The Town Board learned at Tuesday’s work session that the Deer & Tick Committee will either ask for a reallocation of its money or more funding for its 2019 budget.
Listening to an account of efforts made in the 2017-18 hunting season, members heard about a successful pilot “Nuisance Wildlife Control Officers” (NWCO) program that killed 50 deer during the February and March hunt on some town-managed properties.
The specially licensed local hunters surpassed by 10 the target number the committee hoped would be taken during that period. To get more hunters licensed for the NWCO hunt beyond the three that participated this year, it would cost more money, Animal Control Officer Beau Payne told the Town Board.
“We’re trying new things,” Mr. Payne said, outlining efforts in place during the October through March hunting period.
He said money could be saved on the cost of corn used to lure deer to 4-poster units — feeding stands that brush deer with a tickicide, permethrin. But that would happen only if the deer population markedly decreased, he said. Corn consumption did drop during the months the units were deployed, but not enough to free more money from the budget for hunting.
Deer & Tick Committee Chairman Mike Scheibel, who retires from the committee and as natural resources manager at Mashomack Preserve next month, told the board that he appreciates everything recreational hunters have done to reduce the herd, but it’s time to think about employing professional hunters if the town wants significant improvement in the number of deer reduced from the herd.
In the past, the committee has rejected using outside sharpshooters. But a survey conducted last fall showed that 72 percent of Island respondents favored hiring outside contractors to effectively lower the number of tick bites and tick-borne diseases.
Herrmann’s Castle met the wrecking ball in November, but questions remain about the future of property overlooking Crescent Beach near the Pridwin. Questions also are being asked about owner Zach Vella’s plans for construction on a second property — this one Clinton Avenue in the Heights.
At the board’s work session, Councilman Jim Colligan said the project to rebuild on the Herrmann’s Castle property had been abandoned. Mr. Vella and his family, he said, are choosing instead to live in the Clinton Avenue house once construction is done there to link two properties on the lot through a corridor.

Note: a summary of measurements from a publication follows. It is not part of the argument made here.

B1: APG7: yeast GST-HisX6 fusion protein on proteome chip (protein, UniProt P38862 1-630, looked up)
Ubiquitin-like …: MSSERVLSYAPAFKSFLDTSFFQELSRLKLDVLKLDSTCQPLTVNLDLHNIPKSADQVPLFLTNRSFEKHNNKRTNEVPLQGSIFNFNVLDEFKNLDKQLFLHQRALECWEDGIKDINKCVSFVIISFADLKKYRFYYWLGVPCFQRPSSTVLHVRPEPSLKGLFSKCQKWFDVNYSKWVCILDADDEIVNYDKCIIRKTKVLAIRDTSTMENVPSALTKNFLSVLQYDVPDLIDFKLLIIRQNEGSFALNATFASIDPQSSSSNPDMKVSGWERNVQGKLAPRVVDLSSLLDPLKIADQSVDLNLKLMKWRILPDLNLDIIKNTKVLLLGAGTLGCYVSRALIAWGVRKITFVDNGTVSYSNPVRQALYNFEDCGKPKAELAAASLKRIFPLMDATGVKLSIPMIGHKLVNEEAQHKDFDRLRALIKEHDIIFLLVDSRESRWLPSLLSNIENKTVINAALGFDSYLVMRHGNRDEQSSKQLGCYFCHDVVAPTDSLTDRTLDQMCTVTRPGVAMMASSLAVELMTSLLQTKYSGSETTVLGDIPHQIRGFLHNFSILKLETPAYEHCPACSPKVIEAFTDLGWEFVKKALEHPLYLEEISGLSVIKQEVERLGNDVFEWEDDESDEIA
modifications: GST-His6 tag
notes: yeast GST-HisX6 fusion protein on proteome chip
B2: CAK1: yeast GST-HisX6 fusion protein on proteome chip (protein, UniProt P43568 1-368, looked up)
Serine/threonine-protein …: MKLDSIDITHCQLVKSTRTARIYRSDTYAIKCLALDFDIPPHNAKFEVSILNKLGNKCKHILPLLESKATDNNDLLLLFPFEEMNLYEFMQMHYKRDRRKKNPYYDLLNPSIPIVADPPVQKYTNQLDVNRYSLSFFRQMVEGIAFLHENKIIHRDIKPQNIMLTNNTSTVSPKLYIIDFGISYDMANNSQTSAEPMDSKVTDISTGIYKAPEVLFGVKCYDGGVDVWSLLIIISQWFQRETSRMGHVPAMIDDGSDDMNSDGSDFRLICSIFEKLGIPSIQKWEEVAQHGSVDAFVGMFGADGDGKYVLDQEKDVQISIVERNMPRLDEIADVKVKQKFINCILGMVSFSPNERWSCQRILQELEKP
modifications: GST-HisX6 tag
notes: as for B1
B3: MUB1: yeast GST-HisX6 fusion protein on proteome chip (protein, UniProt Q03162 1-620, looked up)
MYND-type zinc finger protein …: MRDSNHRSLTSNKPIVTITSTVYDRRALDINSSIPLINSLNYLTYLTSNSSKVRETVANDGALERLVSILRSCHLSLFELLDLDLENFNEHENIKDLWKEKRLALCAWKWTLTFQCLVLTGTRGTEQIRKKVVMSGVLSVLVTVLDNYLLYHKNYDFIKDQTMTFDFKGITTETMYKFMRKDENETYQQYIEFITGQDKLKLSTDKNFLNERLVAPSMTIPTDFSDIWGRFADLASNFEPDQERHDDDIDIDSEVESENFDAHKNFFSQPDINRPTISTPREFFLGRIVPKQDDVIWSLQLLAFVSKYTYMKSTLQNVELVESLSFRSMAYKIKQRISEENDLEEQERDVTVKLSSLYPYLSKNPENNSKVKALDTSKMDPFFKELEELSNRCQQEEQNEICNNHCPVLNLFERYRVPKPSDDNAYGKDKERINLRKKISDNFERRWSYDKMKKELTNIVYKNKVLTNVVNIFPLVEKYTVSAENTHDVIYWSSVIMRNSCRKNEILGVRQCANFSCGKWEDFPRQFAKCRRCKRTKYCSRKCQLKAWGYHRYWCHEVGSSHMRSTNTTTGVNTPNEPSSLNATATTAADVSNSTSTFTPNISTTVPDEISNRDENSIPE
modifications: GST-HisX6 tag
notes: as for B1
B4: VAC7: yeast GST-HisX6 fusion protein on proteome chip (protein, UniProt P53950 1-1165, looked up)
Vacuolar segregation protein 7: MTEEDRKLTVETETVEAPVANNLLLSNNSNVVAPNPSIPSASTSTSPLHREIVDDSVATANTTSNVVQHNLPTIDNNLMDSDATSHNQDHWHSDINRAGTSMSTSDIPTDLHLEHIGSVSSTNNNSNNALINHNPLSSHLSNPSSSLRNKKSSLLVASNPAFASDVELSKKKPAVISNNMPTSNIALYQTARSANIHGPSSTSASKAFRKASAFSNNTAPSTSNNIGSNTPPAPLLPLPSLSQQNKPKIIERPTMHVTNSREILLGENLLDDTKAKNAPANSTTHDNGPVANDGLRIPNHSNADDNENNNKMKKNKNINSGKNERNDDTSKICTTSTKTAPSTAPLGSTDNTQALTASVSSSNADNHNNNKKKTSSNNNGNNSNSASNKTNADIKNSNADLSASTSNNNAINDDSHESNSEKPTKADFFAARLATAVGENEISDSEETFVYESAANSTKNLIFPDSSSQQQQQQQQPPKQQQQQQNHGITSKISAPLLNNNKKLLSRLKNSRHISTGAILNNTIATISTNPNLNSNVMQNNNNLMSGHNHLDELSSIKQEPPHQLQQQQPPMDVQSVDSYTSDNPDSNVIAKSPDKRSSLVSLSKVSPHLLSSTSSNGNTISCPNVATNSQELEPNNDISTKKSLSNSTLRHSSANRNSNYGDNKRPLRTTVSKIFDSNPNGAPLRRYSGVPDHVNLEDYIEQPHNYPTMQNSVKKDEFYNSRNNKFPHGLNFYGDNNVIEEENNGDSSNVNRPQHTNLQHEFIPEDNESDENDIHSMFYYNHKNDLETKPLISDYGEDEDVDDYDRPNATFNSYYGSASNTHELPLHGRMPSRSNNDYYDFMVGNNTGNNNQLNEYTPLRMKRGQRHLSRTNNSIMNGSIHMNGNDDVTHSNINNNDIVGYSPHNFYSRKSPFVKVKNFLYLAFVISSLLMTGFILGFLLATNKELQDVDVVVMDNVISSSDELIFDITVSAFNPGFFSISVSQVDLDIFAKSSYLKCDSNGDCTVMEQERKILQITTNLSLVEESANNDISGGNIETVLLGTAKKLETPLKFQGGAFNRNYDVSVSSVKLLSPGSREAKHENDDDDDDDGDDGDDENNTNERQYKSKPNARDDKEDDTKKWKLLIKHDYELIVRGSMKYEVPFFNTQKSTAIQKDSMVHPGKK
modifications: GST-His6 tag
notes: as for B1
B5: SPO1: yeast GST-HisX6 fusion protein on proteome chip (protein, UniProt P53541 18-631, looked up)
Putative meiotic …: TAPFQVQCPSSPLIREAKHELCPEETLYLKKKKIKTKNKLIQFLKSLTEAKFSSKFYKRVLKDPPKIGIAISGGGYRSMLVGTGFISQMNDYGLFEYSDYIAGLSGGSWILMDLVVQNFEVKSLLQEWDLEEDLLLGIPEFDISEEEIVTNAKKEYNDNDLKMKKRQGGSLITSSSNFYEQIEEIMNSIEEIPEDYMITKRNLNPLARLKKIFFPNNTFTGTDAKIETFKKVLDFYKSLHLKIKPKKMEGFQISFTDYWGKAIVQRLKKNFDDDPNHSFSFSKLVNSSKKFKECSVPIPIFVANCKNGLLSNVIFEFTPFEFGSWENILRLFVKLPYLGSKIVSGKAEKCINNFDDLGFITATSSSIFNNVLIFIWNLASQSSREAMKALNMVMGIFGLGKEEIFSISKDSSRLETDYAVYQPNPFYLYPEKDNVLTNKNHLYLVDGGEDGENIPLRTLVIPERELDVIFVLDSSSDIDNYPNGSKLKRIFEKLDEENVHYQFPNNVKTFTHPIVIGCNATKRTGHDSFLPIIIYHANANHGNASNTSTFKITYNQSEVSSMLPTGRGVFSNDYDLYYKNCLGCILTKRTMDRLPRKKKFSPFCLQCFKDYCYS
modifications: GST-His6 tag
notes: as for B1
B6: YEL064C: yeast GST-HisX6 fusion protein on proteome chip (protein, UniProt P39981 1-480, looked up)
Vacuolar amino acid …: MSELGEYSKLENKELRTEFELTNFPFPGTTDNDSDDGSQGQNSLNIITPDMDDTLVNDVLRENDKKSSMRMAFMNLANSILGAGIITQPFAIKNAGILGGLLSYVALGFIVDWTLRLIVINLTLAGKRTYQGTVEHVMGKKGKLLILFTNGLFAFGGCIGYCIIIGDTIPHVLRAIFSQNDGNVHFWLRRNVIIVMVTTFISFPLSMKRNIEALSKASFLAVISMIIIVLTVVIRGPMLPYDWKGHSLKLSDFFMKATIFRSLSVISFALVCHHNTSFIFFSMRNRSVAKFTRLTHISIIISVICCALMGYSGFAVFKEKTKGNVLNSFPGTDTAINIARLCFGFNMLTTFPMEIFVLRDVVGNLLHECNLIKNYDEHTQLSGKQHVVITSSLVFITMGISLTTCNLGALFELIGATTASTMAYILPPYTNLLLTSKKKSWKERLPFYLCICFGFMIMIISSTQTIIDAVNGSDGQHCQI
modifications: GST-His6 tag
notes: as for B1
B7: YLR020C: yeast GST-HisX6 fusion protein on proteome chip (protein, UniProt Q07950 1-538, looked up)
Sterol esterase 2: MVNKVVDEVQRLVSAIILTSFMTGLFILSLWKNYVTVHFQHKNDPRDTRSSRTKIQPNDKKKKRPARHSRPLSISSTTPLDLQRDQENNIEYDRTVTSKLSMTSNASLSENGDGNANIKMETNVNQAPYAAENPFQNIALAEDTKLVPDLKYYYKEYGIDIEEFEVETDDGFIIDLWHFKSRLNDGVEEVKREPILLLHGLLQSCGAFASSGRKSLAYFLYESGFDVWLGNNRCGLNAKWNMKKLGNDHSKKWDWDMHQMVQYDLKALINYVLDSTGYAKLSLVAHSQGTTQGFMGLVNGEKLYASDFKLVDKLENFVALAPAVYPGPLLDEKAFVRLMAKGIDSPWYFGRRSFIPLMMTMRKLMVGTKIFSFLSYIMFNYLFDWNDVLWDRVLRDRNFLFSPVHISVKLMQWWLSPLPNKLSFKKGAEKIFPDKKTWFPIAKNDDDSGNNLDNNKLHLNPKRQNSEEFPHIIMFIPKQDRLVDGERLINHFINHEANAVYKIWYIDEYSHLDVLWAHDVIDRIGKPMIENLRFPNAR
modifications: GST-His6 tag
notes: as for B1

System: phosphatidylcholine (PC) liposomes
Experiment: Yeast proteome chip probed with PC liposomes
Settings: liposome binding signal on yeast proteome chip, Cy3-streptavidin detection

But Councilman Paul Shepherd said he understood the Clinton property would be a temporary home for the Vella family until a new structure is built on the Herrmann’s Castle property. The original plans were live on Clinton Avenue temporarily until the new house is finished and then Mr. Vella’s parents would occupy the Clinton Avenue residence.
Mr. Vella’s architect, Barbara Corwin, said both projects are going forward just as Mr. Shepherd described the situations.
Heights Property Owners Corporation (HPOC) General Manager Stella Lagudis set forth a number of stipulations about the work on the Clinton Avenue property and Town Board members Tuesday were leaning toward not allowing work to begin until after Labor Day in September.
Among Ms. Lagudis’ requirements were that there be no blockage of the North Ferry line that runs in front of the Clinton Avenue house and that all construction materials and vehicles be contained on the property. The HPOC doesn’t want any work on weekends or holidays and meaning work could only be done between 8 a.m. and 6 p.m. Monday through Friday.
Councilman Albert Dickson said he thought the overall project on Clinton Avenue wouldn’t be in keeping with the neighborhood where houses tend to be half the size of the 7.600 square foot structure that the Vella property would be if the two structures on the lot were linked.
But Mr. Shepherd argued that the work wasn’t to build a 7,600 square foot structure, but to link two existing units on the property.